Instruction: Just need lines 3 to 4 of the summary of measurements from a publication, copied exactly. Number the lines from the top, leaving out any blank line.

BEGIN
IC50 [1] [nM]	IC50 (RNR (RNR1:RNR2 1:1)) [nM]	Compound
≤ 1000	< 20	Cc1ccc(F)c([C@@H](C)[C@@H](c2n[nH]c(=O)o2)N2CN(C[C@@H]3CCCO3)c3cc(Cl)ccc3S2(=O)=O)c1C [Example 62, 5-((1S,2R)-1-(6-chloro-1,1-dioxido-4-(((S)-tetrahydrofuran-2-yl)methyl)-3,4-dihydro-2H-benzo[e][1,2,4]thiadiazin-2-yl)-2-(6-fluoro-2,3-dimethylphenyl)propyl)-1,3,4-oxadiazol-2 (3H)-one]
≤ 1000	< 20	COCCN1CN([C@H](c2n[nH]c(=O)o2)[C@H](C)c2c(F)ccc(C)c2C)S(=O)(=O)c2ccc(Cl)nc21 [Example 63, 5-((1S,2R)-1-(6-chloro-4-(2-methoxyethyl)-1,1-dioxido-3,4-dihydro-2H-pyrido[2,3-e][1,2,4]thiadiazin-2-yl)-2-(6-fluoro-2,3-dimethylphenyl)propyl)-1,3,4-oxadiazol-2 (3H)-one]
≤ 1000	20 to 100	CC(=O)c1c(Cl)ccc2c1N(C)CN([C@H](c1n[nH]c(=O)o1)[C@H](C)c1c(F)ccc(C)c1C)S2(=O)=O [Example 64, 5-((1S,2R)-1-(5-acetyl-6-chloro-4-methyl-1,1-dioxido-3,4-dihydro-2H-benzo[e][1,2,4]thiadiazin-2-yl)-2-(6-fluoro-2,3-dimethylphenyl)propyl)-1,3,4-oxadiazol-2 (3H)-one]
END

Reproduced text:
≤ 1000	< 20	COCCN1CN([C@H](c2n[nH]c(=O)o2)[C@H](C)c2c(F)ccc(C)c2C)S(=O)(=O)c2ccc(Cl)nc21 [Example 63, 5-((1S,2R)-1-(6-chloro-4-(2-methoxyethyl)-1,1-dioxido-3,4-dihydro-2H-pyrido[2,3-e][1,2,4]thiadiazin-2-yl)-2-(6-fluoro-2,3-dimethylphenyl)propyl)-1,3,4-oxadiazol-2 (3H)-one]
≤ 1000	20 to 100	CC(=O)c1c(Cl)ccc2c1N(C)CN([C@H](c1n[nH]c(=O)o1)[C@H](C)c1c(F)ccc(C)c1C)S2(=O)=O [Example 64, 5-((1S,2R)-1-(5-acetyl-6-chloro-4-methyl-1,1-dioxido-3,4-dihydro-2H-benzo[e][1,2,4]thiadiazin-2-yl)-2-(6-fluoro-2,3-dimethylphenyl)propyl)-1,3,4-oxadiazol-2 (3H)-one]